in a row, so the customer must continue answering.
If you are new to this method, spend a few minutes practicing together as a
team. Learn how to conduct deep probing interviews, then role play a few
practice interviews so the team can watch one another. Have each person
practice and be critiqued by their peers, until each person does it well.
Remember you might need to repeat your probing questions in order to get
beyond high level responses, and get specific answers to the customer’s pains,
problems, and goals. The questions below are not prescriptive, or a step by
step sequence, they should be viewed as inspiration to get you started.
Can you tell me more about that?
Why is that good? (if customer mentions someting good)
Why is that bad? (if customer mentions someting bad)
How does that happen?
Tell me the steps you went through.
How did this start?
What else did you try?
Can you go back to the part about X?
What exactly did you mean by that?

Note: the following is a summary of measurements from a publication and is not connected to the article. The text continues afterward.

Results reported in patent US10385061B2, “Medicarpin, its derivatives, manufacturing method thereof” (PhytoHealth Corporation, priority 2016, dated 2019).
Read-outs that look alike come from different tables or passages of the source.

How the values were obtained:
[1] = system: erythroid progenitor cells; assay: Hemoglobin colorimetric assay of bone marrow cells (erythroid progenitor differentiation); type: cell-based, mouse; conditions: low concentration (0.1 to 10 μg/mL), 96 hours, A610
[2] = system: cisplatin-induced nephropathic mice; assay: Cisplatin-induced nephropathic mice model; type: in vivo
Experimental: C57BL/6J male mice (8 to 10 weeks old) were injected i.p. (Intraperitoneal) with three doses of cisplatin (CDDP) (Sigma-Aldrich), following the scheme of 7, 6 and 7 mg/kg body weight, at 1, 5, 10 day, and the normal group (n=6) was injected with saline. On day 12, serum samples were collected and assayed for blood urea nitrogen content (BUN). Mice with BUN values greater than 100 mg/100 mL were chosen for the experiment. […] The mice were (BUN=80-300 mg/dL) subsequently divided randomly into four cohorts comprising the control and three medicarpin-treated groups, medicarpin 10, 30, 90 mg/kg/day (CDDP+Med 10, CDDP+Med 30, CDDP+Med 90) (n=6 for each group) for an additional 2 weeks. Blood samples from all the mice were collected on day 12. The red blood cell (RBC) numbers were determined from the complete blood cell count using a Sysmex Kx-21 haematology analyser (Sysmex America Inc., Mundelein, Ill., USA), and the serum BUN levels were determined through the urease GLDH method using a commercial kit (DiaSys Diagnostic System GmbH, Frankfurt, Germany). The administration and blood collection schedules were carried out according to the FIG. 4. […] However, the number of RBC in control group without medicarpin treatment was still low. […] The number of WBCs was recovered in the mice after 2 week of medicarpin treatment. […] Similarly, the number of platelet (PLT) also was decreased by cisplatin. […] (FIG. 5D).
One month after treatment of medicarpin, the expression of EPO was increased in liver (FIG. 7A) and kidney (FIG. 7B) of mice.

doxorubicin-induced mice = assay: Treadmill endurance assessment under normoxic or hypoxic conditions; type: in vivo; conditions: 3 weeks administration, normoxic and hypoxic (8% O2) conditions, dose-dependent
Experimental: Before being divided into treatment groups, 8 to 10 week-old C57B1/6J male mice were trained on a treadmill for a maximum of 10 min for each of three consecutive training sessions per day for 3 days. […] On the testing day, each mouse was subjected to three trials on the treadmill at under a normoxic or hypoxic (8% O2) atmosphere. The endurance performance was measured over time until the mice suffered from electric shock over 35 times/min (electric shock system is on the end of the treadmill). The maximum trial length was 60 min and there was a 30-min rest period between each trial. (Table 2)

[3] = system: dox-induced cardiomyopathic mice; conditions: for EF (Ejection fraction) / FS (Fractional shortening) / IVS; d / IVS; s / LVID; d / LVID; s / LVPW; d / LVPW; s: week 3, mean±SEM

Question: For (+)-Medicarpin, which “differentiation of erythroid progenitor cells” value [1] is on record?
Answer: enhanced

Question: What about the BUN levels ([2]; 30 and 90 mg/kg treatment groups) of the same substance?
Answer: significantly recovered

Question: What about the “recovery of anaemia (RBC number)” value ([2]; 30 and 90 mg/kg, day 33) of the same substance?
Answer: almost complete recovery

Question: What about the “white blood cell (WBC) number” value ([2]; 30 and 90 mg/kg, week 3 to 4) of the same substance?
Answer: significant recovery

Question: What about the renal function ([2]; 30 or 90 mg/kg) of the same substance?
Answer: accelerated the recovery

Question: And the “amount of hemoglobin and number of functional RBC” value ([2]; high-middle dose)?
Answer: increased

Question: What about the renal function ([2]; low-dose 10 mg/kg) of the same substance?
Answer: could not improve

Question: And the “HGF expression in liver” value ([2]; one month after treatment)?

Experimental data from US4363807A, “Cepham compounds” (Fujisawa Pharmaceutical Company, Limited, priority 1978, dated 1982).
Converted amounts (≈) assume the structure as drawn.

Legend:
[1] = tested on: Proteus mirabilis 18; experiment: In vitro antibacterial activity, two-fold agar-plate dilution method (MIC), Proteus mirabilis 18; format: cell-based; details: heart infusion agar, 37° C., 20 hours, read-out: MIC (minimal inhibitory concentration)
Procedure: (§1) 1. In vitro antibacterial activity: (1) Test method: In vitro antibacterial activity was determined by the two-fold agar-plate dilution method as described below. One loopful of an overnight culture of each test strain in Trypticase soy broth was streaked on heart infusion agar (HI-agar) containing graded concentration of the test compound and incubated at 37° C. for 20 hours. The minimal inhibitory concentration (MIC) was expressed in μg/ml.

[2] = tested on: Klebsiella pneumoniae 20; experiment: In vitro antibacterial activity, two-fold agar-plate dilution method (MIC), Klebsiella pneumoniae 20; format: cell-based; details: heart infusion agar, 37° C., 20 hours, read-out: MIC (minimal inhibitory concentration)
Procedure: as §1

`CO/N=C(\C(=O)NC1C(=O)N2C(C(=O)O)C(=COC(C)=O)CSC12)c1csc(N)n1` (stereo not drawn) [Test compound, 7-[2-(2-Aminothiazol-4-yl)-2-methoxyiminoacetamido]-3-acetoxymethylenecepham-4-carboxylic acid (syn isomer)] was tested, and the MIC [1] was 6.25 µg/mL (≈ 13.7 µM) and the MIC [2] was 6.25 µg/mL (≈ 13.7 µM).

What was going through your mind when you did X?
What were you hoping to see?
What exactly did you see?
What were you trying to achieve?
What’s the outcome you had wished for?
What was your intention?
What was your expectation?
How will you know when your goal is reached?
Why is that? And why is that? etc...
So what caused that to happen?
What was behind that decision?
What was your reasoning there?
“Can you say that again to make sure I got it?”
“Let me recount what you said to make sure I got it…”
EXAMPLE PROBING QUESTIONS
D4D Methods | Follow-Me-Home
Observing real behavior is the gold standard for learning what people care
about most. Follow-Me-Homes are a fast and easy way to observe people
experiencing the problems and pains we hope to solve. By observing
real behavior, we gain insights, empathy, and share understanding. We